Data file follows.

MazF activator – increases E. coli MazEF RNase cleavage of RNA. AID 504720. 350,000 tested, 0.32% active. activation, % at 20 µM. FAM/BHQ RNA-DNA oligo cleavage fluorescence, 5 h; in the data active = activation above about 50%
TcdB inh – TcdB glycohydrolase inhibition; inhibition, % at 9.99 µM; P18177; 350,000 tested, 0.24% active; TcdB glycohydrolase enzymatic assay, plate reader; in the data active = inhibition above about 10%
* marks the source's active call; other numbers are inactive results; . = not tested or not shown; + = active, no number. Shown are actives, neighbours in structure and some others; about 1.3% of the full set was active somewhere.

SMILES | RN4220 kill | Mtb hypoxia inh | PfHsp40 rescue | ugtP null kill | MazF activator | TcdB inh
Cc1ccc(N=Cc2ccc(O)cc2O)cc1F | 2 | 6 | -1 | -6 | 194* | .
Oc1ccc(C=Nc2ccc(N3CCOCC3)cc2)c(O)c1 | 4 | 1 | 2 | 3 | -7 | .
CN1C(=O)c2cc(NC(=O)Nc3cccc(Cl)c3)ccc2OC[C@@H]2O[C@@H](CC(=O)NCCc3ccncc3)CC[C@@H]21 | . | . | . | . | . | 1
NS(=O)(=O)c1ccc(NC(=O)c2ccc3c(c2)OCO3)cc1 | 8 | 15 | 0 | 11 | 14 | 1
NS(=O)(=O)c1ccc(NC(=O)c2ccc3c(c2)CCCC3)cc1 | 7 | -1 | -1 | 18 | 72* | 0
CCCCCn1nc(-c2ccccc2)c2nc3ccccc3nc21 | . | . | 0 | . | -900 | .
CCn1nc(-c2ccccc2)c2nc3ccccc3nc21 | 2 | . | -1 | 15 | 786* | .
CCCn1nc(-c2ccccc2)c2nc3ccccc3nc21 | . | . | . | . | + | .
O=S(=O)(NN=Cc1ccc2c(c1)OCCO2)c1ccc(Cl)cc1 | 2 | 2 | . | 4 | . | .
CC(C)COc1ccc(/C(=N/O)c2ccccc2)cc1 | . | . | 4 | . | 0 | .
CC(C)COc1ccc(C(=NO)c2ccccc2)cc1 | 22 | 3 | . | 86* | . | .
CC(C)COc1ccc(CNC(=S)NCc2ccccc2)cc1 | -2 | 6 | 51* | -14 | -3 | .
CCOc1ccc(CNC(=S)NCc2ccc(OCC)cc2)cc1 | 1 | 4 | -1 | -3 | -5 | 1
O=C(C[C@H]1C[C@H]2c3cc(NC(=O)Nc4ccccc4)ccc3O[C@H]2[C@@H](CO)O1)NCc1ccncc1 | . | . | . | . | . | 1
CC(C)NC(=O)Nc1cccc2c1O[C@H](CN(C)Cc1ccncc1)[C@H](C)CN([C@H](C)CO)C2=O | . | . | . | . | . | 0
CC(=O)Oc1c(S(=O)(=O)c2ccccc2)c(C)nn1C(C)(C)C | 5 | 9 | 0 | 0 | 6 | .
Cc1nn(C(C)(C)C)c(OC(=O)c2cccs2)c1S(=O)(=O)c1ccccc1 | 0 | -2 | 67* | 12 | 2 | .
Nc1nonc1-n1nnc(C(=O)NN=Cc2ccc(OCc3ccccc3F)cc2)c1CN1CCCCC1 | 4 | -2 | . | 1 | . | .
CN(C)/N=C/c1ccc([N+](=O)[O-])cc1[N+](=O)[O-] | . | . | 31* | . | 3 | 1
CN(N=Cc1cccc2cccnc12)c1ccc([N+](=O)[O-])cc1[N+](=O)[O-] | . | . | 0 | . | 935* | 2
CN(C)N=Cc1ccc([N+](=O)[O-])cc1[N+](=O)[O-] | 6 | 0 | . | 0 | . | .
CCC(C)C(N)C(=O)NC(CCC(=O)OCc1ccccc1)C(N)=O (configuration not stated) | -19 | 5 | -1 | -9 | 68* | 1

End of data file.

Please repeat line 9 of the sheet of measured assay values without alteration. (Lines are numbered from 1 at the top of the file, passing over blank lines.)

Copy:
NS(=O)(=O)c1ccc(NC(=O)c2ccc3c(c2)CCCC3)cc1 | 7 | -1 | -1 | 18 | 72* | 0